Amidst an abandoned lot, riddled with rubble, shards of glass and used drug paraphernalia, two Bushwick residents share visions of green fertile pastures.
Standing at the edge of what was once a tent city, squatted upon by numerous vagrants, Bushwick City Farm founders, Masha Radzinsky and Vincent Olsen ponder expanding their ecological agenda.
Their mission is to reclaim vacant and decaying lots throughout the Bushwick community, and revitalize these neglected spaces, creating areas that will provide tangible benefits to the surrounding neighborhood.
Founded just over two years ago, Bushwick City Farm has gone from a grassroots project to a community staple that residents have come to rely on.
Nestled under the rumbling J train, on Broadway between Belvedere Street and Arion Place, sits Bushwick’s first fully functioning urban farm.
Established as a self-sufficient garden, the farm now produces a steady stream of organic eggs, propagated poultry and fresh produce for those in need of a cost-free, healthy meal.
Since its inception the farm has become an additional source of food for locals struggling to put meals on their tables. Once a week, with the help of volunteers, the farm distributes its freshly grown produce, clothing and free bread donated from a local bakery.
Not only does the environmentally friendly group work with local businesses to provide charity to the needy, they also offer Bushwick residents a unique opportunity to experience a practical model of food production.
Chris Lugo, of Bushwick, has been volunteering at the farm for over three months. Since joining as a volunteer, he has seen the benefit sharing the space with the community.
“This is a living classroom, essentially,” said Lugo of the Farm’s educational initiatives. “The skills we teach visitors here will always be with them.”
Entertaining class trips from local schools throughout the area, Bushwick City Farm imparts youth with the ideal model of a self-sustaining citizen of the future.
Operating on a “give what you can, take only what you need” basis, the farm caters to the less fortunate in the community and provides the needy with a helping hand that sometimes can be hard to find. “These types of spaces are missing in the city,” said Olsen as he let the hens loose from their coop. “We, as a community, make all this happen together.”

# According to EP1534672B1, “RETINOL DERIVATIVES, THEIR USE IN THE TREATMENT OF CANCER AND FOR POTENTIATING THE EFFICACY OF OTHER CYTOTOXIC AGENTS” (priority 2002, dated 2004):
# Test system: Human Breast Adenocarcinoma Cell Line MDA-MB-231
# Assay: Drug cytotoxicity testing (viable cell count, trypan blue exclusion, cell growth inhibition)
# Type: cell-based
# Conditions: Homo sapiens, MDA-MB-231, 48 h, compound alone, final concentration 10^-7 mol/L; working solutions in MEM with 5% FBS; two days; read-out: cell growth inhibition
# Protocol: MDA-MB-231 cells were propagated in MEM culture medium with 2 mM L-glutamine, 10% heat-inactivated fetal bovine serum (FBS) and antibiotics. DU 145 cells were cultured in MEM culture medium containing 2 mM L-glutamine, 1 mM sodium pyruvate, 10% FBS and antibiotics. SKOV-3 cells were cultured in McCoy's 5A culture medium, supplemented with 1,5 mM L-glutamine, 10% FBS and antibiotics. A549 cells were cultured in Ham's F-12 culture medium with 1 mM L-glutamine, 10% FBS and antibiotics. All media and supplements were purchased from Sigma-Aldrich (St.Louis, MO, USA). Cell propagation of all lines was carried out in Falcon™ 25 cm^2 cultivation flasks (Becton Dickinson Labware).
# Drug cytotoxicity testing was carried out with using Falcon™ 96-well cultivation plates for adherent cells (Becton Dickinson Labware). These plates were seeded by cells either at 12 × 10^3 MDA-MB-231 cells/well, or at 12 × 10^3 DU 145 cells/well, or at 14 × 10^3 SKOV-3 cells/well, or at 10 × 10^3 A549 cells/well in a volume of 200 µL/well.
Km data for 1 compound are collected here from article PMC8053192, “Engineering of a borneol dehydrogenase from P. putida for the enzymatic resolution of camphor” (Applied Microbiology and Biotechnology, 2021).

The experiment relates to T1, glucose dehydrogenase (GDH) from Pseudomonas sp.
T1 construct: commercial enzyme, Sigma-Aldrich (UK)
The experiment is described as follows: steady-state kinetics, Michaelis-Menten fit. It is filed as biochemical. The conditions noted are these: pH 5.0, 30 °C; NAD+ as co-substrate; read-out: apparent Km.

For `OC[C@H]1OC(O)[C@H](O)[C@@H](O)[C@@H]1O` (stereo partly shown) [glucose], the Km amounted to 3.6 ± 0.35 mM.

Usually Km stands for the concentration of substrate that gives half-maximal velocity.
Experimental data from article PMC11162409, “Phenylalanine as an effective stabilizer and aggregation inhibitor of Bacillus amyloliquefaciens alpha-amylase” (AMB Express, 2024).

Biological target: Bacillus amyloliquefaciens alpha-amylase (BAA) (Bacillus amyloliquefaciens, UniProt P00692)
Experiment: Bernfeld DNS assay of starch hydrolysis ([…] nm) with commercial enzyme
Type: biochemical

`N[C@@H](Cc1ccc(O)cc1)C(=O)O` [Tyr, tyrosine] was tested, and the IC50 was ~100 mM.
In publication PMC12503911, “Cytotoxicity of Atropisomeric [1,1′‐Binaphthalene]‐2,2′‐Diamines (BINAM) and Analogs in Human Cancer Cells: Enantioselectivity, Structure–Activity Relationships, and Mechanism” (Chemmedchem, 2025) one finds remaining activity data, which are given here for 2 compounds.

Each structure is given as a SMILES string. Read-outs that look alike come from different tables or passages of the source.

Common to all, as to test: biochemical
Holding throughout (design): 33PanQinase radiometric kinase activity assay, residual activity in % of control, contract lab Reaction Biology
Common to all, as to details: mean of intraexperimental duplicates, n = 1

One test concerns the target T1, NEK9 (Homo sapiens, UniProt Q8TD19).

As opposed to City funded community gardens, Bushwick City Farm is open all year round and funded entirely by donations collected from the public at fundraisers.
Entering their second season, Bushwick City Farm is holding a three-day fundraiser March 18-20, to finance future projects that will not only expand the group’s green initiative but also provide the necessary supplies they need to run their English language classes.
Encouraging locals to donate books and drop off donations, the group is somewhat hopeful that they will eventually reach their goal of collecting $800.
“With this money we will be able to buy the necessary furniture and supplies to continue running the program,” said Radzinsky. “Even though we could use more it will help us carry one for the next couple of months.
Promoting a firm knowledge of green initiatives, Bushwick City Farm is also seeking to expand their network within the community and share their knowledge of crop cultivation with others.
Located at the corner of Bushwick Ave and Beaver Street, across from newly built affordable housing units for seniors, lies a slice of land that Radzinsky believes will become Bushwick’s “green legacy.”
Working in conjunction with the Ridgewood Bushwick Senior Citizens Council, Bushwick City Farm has already set in motion a project that they believe will teach a community how to cultivate their own crops and eventually feed hundreds.
“Without donations, though, we won’t be able to make this happen,” said Radzinsky.
Already recognized by the City, the group is now only months away from gaining access to the deserted concrete space and are now reaching out to the community to help fund their venture.
“[Bushwick] has so much negative space,” said Radzinsky, as she surveyed the 8,000 square foot vacant lot, which will soon be the site of their next conquest. “With this space we’ll definitely claim back the term community garden.”
For more information about the fundraiser go to Bushwickcityfarm.wordpress.com.
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